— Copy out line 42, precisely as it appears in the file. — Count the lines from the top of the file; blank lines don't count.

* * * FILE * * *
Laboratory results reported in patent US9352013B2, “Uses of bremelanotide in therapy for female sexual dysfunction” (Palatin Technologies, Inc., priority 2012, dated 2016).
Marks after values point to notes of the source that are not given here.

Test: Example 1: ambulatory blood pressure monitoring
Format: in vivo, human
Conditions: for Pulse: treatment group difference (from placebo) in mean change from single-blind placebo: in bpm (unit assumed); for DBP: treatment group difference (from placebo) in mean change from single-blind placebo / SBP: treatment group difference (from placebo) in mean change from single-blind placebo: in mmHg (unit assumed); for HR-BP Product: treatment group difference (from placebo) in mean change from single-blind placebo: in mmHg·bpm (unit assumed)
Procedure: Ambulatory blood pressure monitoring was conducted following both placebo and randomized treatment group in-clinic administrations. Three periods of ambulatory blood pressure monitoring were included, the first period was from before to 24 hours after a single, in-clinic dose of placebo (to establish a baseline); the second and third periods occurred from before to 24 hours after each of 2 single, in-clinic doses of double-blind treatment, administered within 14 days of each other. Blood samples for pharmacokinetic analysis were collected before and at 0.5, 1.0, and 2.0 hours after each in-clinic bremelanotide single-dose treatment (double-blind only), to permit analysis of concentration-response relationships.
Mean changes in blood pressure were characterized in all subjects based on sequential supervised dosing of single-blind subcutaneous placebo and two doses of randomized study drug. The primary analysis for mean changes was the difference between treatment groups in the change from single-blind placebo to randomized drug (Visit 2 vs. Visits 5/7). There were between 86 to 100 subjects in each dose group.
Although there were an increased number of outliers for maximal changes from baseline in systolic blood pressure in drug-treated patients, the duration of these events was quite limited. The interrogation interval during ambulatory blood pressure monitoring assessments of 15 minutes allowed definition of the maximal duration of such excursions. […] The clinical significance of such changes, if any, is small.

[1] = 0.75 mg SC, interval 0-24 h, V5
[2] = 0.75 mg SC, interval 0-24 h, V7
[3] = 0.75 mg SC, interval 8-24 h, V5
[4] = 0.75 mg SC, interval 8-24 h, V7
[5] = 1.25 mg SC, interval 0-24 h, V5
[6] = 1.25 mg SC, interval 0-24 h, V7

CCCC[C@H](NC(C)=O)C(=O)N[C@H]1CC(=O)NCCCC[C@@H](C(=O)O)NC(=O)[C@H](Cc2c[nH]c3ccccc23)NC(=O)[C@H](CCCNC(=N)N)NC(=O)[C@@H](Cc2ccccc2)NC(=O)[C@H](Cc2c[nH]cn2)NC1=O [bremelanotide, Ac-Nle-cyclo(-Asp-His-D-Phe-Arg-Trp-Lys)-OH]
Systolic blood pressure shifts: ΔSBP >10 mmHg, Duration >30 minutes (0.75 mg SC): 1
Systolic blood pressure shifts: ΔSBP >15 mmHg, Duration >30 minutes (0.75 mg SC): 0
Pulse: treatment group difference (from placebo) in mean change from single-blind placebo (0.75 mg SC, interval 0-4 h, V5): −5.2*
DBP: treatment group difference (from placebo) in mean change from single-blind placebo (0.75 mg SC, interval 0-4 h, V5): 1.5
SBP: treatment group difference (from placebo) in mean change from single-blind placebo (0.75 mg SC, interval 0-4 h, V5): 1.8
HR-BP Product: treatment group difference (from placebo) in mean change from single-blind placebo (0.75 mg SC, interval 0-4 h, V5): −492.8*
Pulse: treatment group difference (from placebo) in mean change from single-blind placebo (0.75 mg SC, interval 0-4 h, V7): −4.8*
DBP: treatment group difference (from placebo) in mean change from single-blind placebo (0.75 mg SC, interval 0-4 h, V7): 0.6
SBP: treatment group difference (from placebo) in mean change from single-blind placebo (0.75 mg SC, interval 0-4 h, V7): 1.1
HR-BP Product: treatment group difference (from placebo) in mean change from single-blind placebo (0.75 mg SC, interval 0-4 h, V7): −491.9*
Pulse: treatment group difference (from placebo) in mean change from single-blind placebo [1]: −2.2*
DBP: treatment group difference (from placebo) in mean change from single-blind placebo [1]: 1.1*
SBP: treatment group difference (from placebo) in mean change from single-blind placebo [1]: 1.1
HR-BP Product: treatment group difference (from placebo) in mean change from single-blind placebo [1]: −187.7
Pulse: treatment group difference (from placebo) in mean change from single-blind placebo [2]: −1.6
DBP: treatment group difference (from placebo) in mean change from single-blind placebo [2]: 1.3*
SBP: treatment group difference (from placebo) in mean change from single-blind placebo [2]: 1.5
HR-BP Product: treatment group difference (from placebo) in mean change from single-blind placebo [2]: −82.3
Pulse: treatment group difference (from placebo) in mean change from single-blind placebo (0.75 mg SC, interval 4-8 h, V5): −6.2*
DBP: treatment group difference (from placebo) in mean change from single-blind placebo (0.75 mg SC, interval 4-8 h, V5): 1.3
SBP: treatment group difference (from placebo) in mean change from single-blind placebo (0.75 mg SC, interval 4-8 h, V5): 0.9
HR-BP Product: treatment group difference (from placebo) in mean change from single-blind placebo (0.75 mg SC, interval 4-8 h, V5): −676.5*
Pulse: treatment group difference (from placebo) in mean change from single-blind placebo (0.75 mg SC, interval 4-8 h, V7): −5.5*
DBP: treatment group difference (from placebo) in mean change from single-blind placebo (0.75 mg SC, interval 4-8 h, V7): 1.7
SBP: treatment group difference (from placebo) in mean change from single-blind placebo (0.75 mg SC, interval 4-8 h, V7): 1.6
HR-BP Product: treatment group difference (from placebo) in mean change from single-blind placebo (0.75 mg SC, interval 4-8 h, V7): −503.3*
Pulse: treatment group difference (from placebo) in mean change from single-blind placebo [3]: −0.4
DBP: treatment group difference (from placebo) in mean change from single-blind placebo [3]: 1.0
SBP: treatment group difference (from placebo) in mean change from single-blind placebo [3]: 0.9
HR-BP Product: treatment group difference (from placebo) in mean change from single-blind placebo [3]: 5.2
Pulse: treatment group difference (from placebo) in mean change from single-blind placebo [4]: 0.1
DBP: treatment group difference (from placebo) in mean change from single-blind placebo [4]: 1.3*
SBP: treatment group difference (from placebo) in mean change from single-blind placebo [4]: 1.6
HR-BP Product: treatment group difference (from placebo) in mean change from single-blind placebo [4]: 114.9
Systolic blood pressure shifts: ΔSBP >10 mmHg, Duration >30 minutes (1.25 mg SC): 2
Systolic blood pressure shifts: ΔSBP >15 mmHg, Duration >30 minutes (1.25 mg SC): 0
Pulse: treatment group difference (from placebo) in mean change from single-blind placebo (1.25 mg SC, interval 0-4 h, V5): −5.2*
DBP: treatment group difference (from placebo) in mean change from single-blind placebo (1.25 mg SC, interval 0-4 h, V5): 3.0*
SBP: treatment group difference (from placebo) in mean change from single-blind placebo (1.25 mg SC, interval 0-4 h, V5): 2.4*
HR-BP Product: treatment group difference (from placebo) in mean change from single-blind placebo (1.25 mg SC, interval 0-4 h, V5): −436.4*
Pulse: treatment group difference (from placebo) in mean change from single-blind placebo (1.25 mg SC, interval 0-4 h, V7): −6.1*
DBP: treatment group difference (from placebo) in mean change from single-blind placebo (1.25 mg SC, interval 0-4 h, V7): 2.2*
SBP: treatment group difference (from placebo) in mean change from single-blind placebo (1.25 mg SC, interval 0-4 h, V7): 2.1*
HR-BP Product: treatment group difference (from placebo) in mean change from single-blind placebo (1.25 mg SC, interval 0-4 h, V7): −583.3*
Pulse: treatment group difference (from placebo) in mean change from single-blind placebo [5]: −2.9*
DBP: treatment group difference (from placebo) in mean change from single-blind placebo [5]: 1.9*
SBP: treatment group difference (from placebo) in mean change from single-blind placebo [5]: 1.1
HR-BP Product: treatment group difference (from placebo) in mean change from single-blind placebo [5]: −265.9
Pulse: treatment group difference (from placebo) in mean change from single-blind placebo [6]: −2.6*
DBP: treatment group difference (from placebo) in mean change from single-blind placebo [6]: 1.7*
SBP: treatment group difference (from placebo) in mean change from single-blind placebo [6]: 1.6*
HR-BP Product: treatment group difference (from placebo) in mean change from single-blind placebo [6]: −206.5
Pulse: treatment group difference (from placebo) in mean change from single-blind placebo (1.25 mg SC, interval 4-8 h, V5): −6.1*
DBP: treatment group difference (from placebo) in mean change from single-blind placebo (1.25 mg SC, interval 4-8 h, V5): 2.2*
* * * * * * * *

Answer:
Pulse: treatment group difference (from placebo) in mean change from single-blind placebo [3]: −0.4